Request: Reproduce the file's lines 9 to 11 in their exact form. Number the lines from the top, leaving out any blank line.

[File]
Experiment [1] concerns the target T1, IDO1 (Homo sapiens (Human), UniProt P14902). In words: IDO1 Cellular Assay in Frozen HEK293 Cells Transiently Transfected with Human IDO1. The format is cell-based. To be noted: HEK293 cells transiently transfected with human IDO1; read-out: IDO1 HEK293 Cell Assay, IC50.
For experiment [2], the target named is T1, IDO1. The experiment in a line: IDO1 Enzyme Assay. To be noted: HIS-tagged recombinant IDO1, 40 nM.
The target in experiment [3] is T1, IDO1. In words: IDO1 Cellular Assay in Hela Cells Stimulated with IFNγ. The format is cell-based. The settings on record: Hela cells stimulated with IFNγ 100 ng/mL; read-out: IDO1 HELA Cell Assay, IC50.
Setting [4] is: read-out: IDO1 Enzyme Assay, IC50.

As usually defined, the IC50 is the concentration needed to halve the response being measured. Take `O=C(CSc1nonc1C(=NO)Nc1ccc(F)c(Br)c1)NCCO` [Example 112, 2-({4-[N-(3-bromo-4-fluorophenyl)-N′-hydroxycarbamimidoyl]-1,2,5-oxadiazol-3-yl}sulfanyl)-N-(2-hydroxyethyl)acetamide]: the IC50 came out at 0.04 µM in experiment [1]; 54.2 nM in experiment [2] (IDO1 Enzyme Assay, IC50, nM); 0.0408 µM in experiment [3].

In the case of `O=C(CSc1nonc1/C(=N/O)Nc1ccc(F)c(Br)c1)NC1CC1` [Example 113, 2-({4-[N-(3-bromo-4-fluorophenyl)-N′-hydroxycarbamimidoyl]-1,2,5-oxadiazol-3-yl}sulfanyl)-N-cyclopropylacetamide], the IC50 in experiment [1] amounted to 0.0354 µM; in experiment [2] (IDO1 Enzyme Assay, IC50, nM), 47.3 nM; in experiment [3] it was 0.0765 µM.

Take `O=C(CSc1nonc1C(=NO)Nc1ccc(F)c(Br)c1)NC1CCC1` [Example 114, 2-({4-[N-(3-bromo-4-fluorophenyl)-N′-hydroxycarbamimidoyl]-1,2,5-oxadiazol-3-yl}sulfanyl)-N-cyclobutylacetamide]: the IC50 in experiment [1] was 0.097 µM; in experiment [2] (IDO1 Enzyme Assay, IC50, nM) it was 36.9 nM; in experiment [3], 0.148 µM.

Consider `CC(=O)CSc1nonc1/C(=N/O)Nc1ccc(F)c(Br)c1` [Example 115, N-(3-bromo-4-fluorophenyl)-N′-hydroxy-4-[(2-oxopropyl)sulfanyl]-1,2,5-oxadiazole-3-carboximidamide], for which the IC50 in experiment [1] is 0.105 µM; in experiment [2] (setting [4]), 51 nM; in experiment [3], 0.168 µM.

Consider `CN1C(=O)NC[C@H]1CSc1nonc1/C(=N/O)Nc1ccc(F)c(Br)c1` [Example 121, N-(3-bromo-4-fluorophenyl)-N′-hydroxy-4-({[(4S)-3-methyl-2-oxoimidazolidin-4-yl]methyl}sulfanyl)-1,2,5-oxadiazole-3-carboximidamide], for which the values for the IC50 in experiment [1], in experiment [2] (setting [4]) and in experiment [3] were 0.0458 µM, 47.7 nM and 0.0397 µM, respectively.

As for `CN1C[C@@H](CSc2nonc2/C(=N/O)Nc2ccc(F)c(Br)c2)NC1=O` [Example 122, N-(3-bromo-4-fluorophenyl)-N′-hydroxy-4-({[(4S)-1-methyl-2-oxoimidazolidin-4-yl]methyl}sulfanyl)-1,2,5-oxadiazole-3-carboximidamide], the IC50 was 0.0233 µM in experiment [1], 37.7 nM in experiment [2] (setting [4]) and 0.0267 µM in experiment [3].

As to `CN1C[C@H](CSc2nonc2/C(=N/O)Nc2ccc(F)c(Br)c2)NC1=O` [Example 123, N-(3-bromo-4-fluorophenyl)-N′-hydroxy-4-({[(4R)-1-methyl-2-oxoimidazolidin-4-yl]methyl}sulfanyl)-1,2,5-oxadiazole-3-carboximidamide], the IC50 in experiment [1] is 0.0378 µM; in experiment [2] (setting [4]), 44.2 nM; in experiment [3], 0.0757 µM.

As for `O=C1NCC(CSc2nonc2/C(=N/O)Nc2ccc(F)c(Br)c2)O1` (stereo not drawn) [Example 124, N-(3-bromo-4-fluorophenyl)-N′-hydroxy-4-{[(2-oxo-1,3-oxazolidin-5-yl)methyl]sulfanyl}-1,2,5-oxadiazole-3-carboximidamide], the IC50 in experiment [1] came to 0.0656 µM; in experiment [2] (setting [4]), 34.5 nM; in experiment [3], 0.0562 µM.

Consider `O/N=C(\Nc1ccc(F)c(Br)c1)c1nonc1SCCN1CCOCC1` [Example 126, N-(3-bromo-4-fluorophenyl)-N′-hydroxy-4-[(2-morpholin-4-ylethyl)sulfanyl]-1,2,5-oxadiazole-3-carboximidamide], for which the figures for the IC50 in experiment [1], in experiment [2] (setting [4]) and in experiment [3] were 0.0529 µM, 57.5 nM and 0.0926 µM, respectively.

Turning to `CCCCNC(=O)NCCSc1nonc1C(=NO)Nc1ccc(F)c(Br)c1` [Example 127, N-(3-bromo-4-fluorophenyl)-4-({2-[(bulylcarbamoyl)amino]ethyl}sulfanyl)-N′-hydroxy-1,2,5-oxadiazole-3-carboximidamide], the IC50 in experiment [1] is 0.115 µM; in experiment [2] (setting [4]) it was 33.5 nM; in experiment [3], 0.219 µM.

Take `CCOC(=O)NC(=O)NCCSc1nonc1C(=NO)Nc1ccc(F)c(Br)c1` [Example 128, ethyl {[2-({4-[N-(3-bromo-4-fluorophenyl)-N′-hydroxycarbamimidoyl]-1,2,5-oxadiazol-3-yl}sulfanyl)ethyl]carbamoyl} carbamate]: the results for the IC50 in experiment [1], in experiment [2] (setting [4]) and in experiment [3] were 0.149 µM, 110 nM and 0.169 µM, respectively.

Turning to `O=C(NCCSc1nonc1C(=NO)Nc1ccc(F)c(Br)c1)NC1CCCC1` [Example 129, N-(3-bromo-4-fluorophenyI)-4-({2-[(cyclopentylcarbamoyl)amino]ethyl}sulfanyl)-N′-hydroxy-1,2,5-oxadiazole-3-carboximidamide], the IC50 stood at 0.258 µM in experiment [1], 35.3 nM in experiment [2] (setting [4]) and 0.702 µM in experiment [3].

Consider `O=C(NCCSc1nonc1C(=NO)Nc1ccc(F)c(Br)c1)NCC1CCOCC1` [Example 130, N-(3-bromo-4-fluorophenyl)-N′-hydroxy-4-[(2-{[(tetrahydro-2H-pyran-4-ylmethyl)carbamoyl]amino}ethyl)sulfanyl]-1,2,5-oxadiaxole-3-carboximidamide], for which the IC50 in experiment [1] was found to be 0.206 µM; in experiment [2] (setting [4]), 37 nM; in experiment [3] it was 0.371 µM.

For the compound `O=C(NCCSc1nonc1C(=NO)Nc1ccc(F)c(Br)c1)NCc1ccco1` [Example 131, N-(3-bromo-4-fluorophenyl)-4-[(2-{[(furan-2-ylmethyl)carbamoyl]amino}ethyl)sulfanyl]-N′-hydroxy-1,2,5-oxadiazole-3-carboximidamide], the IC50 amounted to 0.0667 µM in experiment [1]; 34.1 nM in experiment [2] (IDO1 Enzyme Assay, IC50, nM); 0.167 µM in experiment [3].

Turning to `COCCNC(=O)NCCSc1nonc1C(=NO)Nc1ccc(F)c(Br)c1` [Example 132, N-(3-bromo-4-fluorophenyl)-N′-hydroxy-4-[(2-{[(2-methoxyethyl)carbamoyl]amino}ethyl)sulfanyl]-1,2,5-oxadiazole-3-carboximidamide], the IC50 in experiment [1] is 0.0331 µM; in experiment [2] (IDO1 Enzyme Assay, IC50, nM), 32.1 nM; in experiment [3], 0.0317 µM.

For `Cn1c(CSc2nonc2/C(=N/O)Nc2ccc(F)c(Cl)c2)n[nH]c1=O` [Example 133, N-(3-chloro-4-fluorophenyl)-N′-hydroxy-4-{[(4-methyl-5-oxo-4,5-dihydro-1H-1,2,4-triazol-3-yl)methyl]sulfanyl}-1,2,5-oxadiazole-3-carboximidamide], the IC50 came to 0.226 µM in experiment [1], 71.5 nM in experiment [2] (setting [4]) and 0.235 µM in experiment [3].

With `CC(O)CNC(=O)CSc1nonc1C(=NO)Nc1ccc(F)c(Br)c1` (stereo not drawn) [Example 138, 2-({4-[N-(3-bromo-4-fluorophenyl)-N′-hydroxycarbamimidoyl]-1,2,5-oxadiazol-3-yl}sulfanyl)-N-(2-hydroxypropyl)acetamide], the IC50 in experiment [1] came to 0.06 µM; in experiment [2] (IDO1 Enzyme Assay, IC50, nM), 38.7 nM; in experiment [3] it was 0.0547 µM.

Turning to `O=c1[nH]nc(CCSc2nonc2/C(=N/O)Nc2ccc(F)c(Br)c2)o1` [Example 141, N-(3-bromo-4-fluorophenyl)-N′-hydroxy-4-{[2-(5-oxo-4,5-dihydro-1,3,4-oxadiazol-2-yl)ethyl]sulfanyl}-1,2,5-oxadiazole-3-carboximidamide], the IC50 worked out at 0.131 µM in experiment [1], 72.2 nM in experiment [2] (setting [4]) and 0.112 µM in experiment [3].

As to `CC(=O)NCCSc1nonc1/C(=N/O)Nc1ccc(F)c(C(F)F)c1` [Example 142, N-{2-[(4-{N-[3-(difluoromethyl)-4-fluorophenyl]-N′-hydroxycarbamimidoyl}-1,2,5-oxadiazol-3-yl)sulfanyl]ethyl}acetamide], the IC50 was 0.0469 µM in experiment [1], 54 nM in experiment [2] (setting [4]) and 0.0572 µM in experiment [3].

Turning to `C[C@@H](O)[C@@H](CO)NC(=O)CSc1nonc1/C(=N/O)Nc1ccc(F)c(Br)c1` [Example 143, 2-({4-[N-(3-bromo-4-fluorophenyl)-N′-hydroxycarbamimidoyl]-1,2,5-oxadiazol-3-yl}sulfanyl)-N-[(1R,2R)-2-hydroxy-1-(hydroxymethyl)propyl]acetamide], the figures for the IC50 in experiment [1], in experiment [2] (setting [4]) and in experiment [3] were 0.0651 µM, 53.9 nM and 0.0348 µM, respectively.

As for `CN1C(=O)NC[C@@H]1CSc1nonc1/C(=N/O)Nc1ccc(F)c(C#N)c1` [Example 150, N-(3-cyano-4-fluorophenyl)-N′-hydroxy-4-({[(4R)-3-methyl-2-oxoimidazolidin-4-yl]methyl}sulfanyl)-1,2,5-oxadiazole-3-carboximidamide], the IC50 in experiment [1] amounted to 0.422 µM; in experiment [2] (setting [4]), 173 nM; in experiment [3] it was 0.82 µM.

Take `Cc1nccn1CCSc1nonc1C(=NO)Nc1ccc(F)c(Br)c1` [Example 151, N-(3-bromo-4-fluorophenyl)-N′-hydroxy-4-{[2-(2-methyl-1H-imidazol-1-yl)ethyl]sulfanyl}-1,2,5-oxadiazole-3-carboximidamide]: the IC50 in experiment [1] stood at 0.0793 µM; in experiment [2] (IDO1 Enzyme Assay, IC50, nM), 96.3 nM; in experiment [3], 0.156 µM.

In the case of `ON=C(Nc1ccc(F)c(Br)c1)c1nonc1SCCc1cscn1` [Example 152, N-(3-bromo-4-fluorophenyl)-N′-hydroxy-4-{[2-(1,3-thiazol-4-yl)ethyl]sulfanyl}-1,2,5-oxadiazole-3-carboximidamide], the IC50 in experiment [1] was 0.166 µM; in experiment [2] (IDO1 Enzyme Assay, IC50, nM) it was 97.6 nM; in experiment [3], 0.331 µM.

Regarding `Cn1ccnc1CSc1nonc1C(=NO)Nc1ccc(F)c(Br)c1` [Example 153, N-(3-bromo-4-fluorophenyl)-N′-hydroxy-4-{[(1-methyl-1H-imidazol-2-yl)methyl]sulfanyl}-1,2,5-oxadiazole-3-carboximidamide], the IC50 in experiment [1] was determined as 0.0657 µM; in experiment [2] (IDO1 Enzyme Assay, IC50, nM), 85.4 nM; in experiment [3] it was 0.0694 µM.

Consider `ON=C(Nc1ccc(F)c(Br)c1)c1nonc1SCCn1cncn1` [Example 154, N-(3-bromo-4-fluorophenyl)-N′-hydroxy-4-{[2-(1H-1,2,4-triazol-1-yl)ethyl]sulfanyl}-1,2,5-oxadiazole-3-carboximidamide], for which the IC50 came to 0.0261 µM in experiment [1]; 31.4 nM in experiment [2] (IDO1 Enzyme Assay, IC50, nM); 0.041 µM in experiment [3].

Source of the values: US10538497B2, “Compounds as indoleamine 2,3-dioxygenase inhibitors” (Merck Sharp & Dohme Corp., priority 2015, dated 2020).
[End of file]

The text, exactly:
Consider `CN1C(=O)NC[C@H]1CSc1nonc1/C(=N/O)Nc1ccc(F)c(Br)c1` [Example 121, N-(3-bromo-4-fluorophenyl)-N′-hydroxy-4-({[(4S)-3-methyl-2-oxoimidazolidin-4-yl]methyl}sulfanyl)-1,2,5-oxadiazole-3-carboximidamide], for which the values for the IC50 in experiment [1], in experiment [2] (setting [4]) and in experiment [3] were 0.0458 µM, 47.7 nM and 0.0397 µM, respectively.

As for `CN1C[C@@H](CSc2nonc2/C(=N/O)Nc2ccc(F)c(Br)c2)NC1=O` [Example 122, N-(3-bromo-4-fluorophenyl)-N′-hydroxy-4-({[(4S)-1-methyl-2-oxoimidazolidin-4-yl]methyl}sulfanyl)-1,2,5-oxadiazole-3-carboximidamide], the IC50 was 0.0233 µM in experiment [1], 37.7 nM in experiment [2] (setting [4]) and 0.0267 µM in experiment [3].

As to `CN1C[C@H](CSc2nonc2/C(=N/O)Nc2ccc(F)c(Br)c2)NC1=O` [Example 123, N-(3-bromo-4-fluorophenyl)-N′-hydroxy-4-({[(4R)-1-methyl-2-oxoimidazolidin-4-yl]methyl}sulfanyl)-1,2,5-oxadiazole-3-carboximidamide], the IC50 in experiment [1] is 0.0378 µM; in experiment [2] (setting [4]), 44.2 nM; in experiment [3], 0.0757 µM.